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Mr. Malcolm Wicks (Croydon, North): The Government whose social security policy is under scrutiny have published a strategy paper on welfare reform. Today, they published a paper on benefit fraud. Last week, they published a major document on child support. Will the shadow Secretary of State at some stage in his speech treat us to his views on substance, and will he get out of the gutter?

Mr. Duncan Smith: I have just dealt with substance. Labour Members do not like the fact that there is very little of substance in anything that the Government have yet produced. On the second point, they should not leave so much of what they think in the gutter.

Mr. Wicks: Let us deal with two matters of substance. We all agree, I hope, on the reform of child support. The Government propose a simpler formula and a maintenance

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disregard to give mothers some of the child maintenance. Does the shadow Secretary of State support those two major measures for reform?

Mr. Duncan Smith: The hon. Gentleman knows very well that, when the Secretary of State came to the House with her proposals for Child Support Agency reforms, I said that, as far as we could make them work, we would support any constructive reforms. I shall deal with that later, if the hon. Gentleman will wait. It is no good his talking about the gutter. Are The Observer, The Sunday Times and the Financial Times all in the gutter? Are all those commentators, who spend their lives considering social security matters, suddenly in the gutter because they disagree with the Government? That does the hon. Gentleman no credit.

Mr. Hope rose--

Mr. Duncan Smith: No, I have given way to the hon. Gentleman already. I shall make progress.

Beyond the Green Paper, perhaps the single most important issue facing the Government is the reform of pensions. What Melanie Phillips described as incoherence is well illustrated by the pensions policy review process. The Government are boxed in by their pre-election attacks on the basic pension plus proposals, which were described by The Times as the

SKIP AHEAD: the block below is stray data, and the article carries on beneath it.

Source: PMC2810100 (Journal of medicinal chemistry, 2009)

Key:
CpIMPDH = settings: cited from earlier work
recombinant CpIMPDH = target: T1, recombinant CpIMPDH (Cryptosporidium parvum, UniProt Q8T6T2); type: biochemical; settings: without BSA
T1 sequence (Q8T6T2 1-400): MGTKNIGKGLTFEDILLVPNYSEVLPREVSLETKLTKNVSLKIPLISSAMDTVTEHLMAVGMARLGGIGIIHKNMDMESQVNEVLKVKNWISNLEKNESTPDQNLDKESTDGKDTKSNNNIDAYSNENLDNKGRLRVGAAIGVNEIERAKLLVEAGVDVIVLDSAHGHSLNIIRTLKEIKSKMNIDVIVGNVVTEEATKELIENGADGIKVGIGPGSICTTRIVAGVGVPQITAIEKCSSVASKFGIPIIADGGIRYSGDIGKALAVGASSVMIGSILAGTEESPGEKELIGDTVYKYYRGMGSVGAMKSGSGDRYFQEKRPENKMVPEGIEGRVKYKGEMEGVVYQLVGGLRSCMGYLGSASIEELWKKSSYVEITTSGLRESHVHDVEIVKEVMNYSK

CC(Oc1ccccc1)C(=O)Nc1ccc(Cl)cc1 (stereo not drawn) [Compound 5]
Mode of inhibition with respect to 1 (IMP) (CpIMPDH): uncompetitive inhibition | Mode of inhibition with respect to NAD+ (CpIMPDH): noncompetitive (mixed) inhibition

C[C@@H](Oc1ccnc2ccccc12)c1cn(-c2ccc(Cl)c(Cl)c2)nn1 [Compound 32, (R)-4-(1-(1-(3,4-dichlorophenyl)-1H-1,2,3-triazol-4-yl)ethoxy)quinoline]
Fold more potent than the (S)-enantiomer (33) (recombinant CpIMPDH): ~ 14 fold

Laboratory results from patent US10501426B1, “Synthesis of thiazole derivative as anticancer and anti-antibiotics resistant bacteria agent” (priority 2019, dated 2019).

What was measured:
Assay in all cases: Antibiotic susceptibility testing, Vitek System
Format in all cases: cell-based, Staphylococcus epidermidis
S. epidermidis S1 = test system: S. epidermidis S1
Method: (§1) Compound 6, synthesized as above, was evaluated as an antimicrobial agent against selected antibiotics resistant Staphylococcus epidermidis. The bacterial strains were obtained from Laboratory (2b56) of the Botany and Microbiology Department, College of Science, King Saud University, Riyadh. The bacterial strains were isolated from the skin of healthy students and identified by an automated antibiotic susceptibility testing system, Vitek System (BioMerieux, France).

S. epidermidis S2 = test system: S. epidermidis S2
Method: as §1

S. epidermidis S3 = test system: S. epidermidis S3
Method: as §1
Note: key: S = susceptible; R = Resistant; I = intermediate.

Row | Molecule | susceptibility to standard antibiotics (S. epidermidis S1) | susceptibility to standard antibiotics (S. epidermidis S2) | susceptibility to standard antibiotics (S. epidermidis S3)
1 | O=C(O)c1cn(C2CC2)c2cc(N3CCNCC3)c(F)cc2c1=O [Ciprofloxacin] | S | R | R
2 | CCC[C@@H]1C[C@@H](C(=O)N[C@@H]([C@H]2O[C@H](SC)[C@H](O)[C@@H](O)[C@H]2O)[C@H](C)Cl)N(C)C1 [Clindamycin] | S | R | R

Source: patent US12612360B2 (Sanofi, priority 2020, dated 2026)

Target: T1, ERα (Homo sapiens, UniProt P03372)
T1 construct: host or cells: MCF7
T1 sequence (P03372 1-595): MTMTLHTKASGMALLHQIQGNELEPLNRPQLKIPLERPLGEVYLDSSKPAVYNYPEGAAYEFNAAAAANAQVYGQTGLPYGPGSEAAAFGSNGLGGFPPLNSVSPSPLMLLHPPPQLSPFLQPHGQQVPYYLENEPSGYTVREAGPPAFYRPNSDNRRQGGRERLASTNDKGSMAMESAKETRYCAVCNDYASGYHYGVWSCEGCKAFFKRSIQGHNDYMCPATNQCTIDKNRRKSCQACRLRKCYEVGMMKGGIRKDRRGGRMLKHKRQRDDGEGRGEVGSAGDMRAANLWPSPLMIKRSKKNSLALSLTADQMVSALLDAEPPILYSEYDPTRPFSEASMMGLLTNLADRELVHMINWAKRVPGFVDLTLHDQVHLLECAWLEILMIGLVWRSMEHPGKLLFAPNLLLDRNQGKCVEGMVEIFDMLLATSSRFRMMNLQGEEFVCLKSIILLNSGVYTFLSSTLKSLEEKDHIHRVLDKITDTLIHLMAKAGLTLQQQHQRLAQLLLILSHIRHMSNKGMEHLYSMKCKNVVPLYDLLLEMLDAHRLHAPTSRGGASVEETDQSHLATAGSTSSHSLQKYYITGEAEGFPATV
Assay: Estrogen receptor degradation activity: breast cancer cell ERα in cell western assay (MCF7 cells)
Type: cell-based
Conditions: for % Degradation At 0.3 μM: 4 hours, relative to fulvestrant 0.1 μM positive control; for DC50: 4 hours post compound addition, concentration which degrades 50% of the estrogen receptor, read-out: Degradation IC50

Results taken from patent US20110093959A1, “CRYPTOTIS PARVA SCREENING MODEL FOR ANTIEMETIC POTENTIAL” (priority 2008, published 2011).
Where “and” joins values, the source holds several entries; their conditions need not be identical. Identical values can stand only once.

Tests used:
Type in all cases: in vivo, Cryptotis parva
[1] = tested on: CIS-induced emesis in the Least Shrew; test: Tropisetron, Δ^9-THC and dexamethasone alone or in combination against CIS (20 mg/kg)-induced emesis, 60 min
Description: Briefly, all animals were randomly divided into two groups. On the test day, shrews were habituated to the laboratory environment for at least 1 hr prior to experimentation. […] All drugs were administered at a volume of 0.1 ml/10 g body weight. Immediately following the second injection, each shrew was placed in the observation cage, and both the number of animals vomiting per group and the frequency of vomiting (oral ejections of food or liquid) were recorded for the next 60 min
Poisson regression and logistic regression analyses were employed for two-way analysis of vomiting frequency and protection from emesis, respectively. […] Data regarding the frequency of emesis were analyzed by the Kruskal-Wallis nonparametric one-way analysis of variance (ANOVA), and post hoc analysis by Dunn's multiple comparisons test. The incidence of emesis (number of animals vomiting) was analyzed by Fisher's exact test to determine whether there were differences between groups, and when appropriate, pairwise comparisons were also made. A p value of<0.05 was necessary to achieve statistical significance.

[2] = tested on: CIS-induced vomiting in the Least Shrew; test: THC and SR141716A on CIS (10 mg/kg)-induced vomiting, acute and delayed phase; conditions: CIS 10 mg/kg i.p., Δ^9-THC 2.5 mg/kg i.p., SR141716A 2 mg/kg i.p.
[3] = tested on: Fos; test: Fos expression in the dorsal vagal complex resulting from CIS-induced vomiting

that is, the 1997 general election campaign. The Government's commitment to the state earnings-related pension scheme conflicts with the Minister of State's views, and has added to the confusion over pension reform.

The Chancellor contributed to the confusion by taxing pension funds early on and devaluing the SERPS rebate by getting rid of advance corporation tax dividend tax credit, raiding £5 billion a year from those funds. That complicated a review of pensions that was already likely to be complicated, and that is, after three consultations and endless leaks, finally to be kicked into the long grass by the Chancellor, perhaps some time in the autumn, even though the Minister, as he knows full well, said that it would be published in the first half of this year.

What is absolutely clear is that this area has been taken over by the Treasury; we know that from the leaks at the weekend about top-up payments. Such announcements always beg more questions than they answer, and it seems ironic that the pensions review is delayed and delayed while the Chancellor leaks his proposals without regard to the process of pension reform. Yet again, the Chancellor is pre-empting another Department of Social Security Green Paper. The two Departments should work together, not against each other.

Mr. Hope: Does the hon. Gentleman realise that there have been more than 2,000 submissions to the pension review from a substantial range of private sector organisations, voluntary organisations and many others? Will he confirm that the number of submissions from Conservative Members is nil?

Mr. Duncan Smith: What is most interesting about the hon. Gentleman's comment is that he has obviously not studied how many submissions came in. There were

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2,000 to the first consultation but, by the time of the third, the number had dropped as low as about 10--people were sick and tired of constantly being asked to make policy for the Government. The Government were supposed to make proposals, but they have come forward with none. The hon. Gentleman should read those submissions, because they make fascinating reading--although his intervention was obviously quite facile.

No policy had been more hyped than the Secretary of State's pet project, the new deal for lone parents.

The Secretary of State for Social Security and Minister for Women (Ms Harriet Harman): Hear, hear.

Mr. Duncan Smith: From the start, the figures showed that the vast majority of lone parents did not want to take part, with 75 per cent. not answering the first letter of invitation to interview and a return to work figure that oscillates, at best, between 5 and 7 per cent.